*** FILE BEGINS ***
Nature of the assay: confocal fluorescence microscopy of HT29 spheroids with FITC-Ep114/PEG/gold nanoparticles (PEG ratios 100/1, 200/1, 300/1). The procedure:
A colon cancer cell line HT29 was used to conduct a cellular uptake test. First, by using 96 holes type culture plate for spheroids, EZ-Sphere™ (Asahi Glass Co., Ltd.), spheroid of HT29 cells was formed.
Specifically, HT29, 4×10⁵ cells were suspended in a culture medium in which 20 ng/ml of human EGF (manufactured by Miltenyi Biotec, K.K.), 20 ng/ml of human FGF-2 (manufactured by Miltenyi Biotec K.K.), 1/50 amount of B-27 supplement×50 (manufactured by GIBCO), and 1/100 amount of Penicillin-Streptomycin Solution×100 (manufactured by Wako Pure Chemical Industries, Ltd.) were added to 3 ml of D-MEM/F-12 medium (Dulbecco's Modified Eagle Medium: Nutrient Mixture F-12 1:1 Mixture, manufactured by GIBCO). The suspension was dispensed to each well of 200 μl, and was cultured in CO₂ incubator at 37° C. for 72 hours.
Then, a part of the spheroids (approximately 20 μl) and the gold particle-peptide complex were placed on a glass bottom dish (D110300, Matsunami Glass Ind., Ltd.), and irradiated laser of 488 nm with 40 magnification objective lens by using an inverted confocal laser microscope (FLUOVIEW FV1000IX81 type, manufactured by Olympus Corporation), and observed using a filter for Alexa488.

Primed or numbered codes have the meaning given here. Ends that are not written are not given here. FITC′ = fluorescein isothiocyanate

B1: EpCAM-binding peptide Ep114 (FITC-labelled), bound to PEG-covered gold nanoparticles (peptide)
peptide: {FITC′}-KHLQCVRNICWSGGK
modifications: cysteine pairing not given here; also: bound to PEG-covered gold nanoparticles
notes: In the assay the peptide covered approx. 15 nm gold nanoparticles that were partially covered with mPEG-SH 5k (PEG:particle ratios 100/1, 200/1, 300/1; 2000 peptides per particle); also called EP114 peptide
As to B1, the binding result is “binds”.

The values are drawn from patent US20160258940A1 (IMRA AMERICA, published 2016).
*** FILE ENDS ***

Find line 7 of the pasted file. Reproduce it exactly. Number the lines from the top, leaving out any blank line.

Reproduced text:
peptide: {FITC′}-KHLQCVRNICWSGGK